Home Health Netcare’s St Augustine’s, Kingsway Hospitals reopen

Netcare’s St Augustine’s, Kingsway Hospitals reopen


The Portfolio Committee on Health has welcomed the reopening of Netcare St Augustine’s and Netcare Kingsway private hospitals in KwaZulu-Natal.

The two hospitals were closed last month when four people died at St Augustine’s Hospital in Durban and 47 staff members tested positive due to COVID-19 pandemic.

Kingsway Hospital in Amanzimtoti was also closed after 10 staff members tested positive for COVID-19 after exposure at the hospital was traced to a patient.

KwaZulu-Natal Premier Sihle Zikalala said that the executive management of the Department of Health has considered the discussions and reports submitted by Netcare Limited.

The Premier briefed the media on Sunday on recent developments since the start of Level4 of the national lockdown.

Zikalala said the decision to reopen the hospitals was subject to the following conditions:

  • All regulations issued by the President of the country are abided by;
  • Personal Protective Equipment (PPE) is issued to all staff working at the institutions;
  • A fever clinic is in place at both the institutions;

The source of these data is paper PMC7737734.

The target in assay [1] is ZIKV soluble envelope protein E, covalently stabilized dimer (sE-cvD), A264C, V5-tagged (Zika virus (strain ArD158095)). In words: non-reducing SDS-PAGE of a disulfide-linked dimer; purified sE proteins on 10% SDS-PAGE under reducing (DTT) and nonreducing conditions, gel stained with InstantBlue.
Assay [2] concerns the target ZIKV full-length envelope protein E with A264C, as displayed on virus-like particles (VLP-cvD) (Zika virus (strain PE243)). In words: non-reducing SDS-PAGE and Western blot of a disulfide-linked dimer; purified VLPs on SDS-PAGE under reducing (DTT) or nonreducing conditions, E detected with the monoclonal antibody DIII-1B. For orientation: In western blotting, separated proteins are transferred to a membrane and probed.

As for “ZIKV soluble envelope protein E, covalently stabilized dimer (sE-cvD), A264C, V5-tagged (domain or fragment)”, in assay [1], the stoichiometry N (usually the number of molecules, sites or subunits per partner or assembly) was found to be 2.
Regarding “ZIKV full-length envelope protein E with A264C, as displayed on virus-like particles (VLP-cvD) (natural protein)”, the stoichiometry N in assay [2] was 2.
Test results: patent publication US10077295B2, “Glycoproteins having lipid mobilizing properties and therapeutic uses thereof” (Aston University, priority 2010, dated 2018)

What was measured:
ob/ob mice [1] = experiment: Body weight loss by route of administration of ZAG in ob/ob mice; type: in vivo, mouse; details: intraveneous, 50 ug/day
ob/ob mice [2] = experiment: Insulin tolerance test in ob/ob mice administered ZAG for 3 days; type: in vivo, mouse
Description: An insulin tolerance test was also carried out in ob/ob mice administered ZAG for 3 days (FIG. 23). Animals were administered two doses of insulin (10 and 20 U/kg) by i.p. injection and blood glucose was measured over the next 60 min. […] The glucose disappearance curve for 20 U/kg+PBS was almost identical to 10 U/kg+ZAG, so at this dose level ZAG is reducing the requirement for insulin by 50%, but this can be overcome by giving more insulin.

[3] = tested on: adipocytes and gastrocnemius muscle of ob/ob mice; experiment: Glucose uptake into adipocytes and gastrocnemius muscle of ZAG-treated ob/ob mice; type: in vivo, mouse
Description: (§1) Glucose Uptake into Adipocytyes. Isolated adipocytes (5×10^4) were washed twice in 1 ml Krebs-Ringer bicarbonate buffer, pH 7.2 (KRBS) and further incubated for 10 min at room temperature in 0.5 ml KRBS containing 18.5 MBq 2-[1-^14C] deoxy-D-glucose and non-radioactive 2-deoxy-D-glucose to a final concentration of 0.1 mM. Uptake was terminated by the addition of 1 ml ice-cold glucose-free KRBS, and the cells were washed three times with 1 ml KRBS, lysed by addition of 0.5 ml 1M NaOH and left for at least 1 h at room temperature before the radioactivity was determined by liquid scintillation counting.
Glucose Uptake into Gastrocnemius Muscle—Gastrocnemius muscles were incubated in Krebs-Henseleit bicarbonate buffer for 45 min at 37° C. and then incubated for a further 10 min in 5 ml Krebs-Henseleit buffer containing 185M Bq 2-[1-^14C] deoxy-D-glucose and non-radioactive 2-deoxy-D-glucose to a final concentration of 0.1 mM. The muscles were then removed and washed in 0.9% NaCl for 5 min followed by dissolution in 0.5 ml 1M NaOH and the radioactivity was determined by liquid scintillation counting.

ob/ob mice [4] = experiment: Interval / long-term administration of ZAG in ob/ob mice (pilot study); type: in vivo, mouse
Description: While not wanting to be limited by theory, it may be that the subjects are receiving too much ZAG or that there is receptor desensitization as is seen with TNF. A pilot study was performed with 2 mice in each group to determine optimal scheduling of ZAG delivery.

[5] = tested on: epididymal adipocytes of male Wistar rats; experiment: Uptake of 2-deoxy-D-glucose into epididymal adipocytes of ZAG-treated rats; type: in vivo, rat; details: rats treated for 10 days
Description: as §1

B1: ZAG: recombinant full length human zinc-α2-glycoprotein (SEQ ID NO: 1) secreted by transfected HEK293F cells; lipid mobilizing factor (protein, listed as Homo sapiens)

• COVID-19 training is conducted for all employees of the institutions;
  • The Infection Prevention and Control (IPC) Guidelines issued by the World Health Organisation (WHO), National Department of Health and Provincial Department of Health are implemented and complied with;
  • The Provincial Department of Health will conduct unannounced inspections.

“The department appreciates the open discussions held in trying to resolve the challenges faced by Netcare Limited during COVID-19,” Zikalala said.

Welcoming the reopening of the two hospitals, Portfolio Committee on Health Chairperson, Dr Sibongiseni Dhlomo said he is hoping that the provincial Department of Health has satisfied itself with all the necessary precautionary steps the two hospitals needed to follow.

“We wish that the department continues with its monitoring work, not only in the private healthcare, but across the sectors of health in the province including the public healthcare to ensure that the pockets of outbreaks we see in the Western Cape Province are averted,” Dr Dhlomo said.

Dhlomo also added that the two private hospitals should do their best to curb further outbreaks.

“One is mindful that the resources that are available in the two private hospitals will be an advantage to the public healthcare sector as we manage COVID-19, access to ventilators and intensive care units will be very important,” Dhlomo said.